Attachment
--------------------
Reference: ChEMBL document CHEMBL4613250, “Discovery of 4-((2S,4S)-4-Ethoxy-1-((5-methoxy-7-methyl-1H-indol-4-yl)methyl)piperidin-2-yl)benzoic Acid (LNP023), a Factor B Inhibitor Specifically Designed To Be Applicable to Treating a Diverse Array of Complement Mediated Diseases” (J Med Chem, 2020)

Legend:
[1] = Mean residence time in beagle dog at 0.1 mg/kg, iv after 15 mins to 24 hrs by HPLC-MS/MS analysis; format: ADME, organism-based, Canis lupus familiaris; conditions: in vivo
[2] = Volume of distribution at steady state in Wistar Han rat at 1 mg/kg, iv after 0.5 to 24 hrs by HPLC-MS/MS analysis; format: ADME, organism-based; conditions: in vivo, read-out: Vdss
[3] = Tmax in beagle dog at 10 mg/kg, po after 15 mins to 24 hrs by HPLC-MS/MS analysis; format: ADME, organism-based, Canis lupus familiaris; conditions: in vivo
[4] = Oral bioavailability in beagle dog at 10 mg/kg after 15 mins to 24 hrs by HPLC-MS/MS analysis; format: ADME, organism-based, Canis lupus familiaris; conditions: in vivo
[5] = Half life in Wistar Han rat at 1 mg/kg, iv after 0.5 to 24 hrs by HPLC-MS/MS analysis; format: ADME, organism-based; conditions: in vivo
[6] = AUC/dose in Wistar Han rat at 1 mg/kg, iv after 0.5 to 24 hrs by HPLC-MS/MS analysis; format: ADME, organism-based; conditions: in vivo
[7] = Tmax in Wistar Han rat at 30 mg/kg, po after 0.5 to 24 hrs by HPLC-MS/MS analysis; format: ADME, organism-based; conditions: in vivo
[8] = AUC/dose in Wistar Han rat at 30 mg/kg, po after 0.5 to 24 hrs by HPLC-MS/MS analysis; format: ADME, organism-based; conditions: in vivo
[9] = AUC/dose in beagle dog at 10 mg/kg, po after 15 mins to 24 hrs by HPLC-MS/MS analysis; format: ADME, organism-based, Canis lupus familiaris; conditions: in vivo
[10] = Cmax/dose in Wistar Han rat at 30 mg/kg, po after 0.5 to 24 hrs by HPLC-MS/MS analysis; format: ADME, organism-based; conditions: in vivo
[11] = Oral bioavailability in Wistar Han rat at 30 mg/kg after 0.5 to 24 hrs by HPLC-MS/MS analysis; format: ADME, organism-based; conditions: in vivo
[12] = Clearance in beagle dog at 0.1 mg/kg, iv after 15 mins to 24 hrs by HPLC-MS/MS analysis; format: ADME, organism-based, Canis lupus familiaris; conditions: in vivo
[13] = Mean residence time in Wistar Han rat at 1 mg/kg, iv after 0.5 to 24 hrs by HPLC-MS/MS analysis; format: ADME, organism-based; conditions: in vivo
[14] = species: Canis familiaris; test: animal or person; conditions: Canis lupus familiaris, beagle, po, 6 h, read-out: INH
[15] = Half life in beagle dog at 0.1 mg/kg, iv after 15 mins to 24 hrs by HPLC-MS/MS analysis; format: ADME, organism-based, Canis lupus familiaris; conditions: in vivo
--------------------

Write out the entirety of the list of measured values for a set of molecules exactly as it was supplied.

Reference: ChEMBL document CHEMBL4613250, “Discovery of 4-((2S,4S)-4-Ethoxy-1-((5-methoxy-7-methyl-1H-indol-4-yl)methyl)piperidin-2-yl)benzoic Acid (LNP023), a Factor B Inhibitor Specifically Designed To Be Applicable to Treating a Diverse Array of Complement Mediated Diseases” (J Med Chem, 2020)

Legend:
[1] = Mean residence time in beagle dog at 0.1 mg/kg, iv after 15 mins to 24 hrs by HPLC-MS/MS analysis; format: ADME, organism-based, Canis lupus familiaris; conditions: in vivo
[2] = Volume of distribution at steady state in Wistar Han rat at 1 mg/kg, iv after 0.5 to 24 hrs by HPLC-MS/MS analysis; format: ADME, organism-based; conditions: in vivo, read-out: Vdss
[3] = Tmax in beagle dog at 10 mg/kg, po after 15 mins to 24 hrs by HPLC-MS/MS analysis; format: ADME, organism-based, Canis lupus familiaris; conditions: in vivo
[4] = Oral bioavailability in beagle dog at 10 mg/kg after 15 mins to 24 hrs by HPLC-MS/MS analysis; format: ADME, organism-based, Canis lupus familiaris; conditions: in vivo
[5] = Half life in Wistar Han rat at 1 mg/kg, iv after 0.5 to 24 hrs by HPLC-MS/MS analysis; format: ADME, organism-based; conditions: in vivo
[6] = AUC/dose in Wistar Han rat at 1 mg/kg, iv after 0.5 to 24 hrs by HPLC-MS/MS analysis; format: ADME, organism-based; conditions: in vivo
[7] = Tmax in Wistar Han rat at 30 mg/kg, po after 0.5 to 24 hrs by HPLC-MS/MS analysis; format: ADME, organism-based; conditions: in vivo
[8] = AUC/dose in Wistar Han rat at 30 mg/kg, po after 0.5 to 24 hrs by HPLC-MS/MS analysis; format: ADME, organism-based; conditions: in vivo
[9] = AUC/dose in beagle dog at 10 mg/kg, po after 15 mins to 24 hrs by HPLC-MS/MS analysis; format: ADME, organism-based, Canis lupus familiaris; conditions: in vivo
[10] = Cmax/dose in Wistar Han rat at 30 mg/kg, po after 0.5 to 24 hrs by HPLC-MS/MS analysis; format: ADME, organism-based; conditions: in vivo
[11] = Oral bioavailability in Wistar Han rat at 30 mg/kg after 0.5 to 24 hrs by HPLC-MS/MS analysis; format: ADME, organism-based; conditions: in vivo
[12] = Clearance in beagle dog at 0.1 mg/kg, iv after 15 mins to 24 hrs by HPLC-MS/MS analysis; format: ADME, organism-based, Canis lupus familiaris; conditions: in vivo
[13] = Mean residence time in Wistar Han rat at 1 mg/kg, iv after 0.5 to 24 hrs by HPLC-MS/MS analysis; format: ADME, organism-based; conditions: in vivo
[14] = species: Canis familiaris; test: animal or person; conditions: Canis lupus familiaris, beagle, po, 6 h, read-out: INH
[15] = Half life in beagle dog at 0.1 mg/kg, iv after 15 mins to 24 hrs by HPLC-MS/MS analysis; format: ADME, organism-based, Canis lupus familiaris; conditions: in vivo